1 December 2021

The Secret Trust

By Miranda Marshall, Director, Hayes + Storr.

The fully-secret and the half-secret trust has as romantic a tinge to it as the otherwise dry subject of trust law ever can. It would make a great subject for a Victorian novel.

A secret trust can be a useful way of leaving a gift in your Will if you do not wish the details of that gift to become public or even family knowledge. Historically, a secret trust was used by those wishing to provide for extra-marital partners or illegitimate children without revealing the relationships.

In this modern world of openness, so that people’s technicolour lives are out in the open and with what would formerly have been dirty little secrets no longer needing to be hidden away behind a veneer of establishment respectability, the demand for such trusts is not what it was. In practice a secret trust is not to be recommended, but it can have its uses.

There are many reasons why someone may wish to keep details of a legacy private, rather than see it published in their Will after their death. Extra care needs to be taken in the use of a secret trust as all sorts of complications can arise.

Secret trusts are legally recognised, though they are not taken inadvisedly, lightly or wantonly. If you do intend to make a secret trust, make sure you obtain expert advice and that you understand the risks.

Secret trusts are secret. By a secret trust, assets are left either outright to the trustee or to the trustee to hold on trust. Behind the scenes the trustee is given precise instructions to hold the assets for another person on a secret basis. As there is no means of knowing about and therefore scrutinising or overseeing the trust, it is imperative that the testator has full and unquestionable faith in their chosen trustee to carry out their wishes.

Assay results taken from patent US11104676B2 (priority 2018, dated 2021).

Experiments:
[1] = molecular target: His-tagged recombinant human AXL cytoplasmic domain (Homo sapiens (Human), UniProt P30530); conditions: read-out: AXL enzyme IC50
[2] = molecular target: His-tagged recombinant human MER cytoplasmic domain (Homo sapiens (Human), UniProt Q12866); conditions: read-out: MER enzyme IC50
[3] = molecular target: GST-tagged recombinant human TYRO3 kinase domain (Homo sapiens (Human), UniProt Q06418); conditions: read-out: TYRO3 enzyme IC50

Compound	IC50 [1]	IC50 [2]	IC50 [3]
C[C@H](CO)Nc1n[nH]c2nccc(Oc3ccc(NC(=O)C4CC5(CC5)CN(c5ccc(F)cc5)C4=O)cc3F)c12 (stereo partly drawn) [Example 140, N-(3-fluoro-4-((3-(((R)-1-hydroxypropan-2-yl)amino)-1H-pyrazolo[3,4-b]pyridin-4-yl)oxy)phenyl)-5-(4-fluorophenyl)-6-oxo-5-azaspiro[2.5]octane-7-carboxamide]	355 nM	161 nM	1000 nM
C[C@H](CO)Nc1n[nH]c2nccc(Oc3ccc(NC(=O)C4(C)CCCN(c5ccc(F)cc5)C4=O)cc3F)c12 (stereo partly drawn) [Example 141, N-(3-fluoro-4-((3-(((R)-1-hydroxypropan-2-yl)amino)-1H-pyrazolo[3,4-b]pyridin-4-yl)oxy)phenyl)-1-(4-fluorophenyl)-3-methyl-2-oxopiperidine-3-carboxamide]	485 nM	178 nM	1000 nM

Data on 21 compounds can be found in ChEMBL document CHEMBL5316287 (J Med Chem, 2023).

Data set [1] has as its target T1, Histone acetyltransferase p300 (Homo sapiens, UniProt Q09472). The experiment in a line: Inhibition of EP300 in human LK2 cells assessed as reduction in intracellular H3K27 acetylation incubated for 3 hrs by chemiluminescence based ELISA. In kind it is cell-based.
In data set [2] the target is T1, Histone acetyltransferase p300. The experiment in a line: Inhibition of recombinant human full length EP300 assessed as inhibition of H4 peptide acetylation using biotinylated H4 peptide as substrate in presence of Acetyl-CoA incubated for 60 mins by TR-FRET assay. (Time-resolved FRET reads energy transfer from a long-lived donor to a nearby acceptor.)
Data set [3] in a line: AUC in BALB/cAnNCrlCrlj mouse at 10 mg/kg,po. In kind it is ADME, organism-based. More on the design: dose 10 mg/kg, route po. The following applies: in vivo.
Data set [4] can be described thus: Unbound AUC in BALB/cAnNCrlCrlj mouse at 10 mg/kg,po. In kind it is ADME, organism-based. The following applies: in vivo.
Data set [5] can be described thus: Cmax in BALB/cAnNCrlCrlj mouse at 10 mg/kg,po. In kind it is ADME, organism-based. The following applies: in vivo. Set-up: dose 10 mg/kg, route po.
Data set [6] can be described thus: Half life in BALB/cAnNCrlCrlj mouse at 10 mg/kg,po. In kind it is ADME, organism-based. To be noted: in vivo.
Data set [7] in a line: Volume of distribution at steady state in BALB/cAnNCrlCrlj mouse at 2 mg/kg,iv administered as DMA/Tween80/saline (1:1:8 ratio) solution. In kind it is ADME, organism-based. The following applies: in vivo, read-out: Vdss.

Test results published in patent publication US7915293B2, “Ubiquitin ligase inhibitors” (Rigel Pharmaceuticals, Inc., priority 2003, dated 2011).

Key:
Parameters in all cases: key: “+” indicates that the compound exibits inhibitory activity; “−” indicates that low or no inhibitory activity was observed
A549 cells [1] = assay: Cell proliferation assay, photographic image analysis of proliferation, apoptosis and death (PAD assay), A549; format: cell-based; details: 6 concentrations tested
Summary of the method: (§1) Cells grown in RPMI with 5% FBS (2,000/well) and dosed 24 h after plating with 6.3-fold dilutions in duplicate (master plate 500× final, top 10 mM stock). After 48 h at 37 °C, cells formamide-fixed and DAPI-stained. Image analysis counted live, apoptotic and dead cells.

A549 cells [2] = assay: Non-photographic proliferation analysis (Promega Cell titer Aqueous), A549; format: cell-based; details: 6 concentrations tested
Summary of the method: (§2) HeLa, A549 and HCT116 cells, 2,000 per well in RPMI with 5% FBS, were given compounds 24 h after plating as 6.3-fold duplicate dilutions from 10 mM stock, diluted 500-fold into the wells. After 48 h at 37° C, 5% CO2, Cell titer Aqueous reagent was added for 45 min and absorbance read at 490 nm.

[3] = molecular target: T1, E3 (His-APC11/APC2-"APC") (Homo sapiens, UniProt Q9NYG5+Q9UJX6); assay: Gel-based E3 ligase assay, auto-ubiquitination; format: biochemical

A trustee of a secret trust is under the same legal obligations as any other trustee, but it is easy for the trustee of a secret trust to deny the trust’s existence. So, it can be tricky for the intended beneficiary even to know about, let alone assert, their rights, unless there is documentary evidence.

There are two types of secret trust: the fully-secret trust and the half-secret trust. What is the difference?

By a fully-secret trust, the existence of the trust is known only by the testator and the trustee. On the face of the Will the testator appears to leave an outright gift to the trustee. For example, a Will might state ‘I leave £10,000 to Norman’, where the testator has told Norman that he is to hold the £10,000 on trust for the benefit of his close friend Tallulah.

With a half-secret trust, the instructions that assets are to be held on trust is apparent by the Will; however, the beneficiary is a secret. Here, the Will might state ‘I give £10,000 to Norman to hold on the trust I have made known to him’; there, only Norman knows that the money is to be held for Tallulah’s benefit.

So, what if you are a trustee or beneficiary of a secret trust? Agreeing to become a trustee of any trust is not a decision that should be taken lightly. This is even more so in the case of a secret trust, as a dispute is more likely to lead to litigation. Before agreeing to become trustee of a secret trust, you should be clear about the role and responsibilities in relation to the trust and take advice, if needed.

If you believe that you are the beneficiary of a secret trust and that you are being denied your rights, you should take advice to establish what you are entitled to and how to enforce your entitlement.

Charles II said on his death bed ‘Let not poor Nelly starve’. He asked his brother to look after his mistresses, including Nell Gwynne, whose prior occupation had been an orange seller. The Wills of royalty are secret, so we do not know what it contained.

This article is for general information only and does not constitute legal or professional advice. Please note that the law may have changed since this article was published.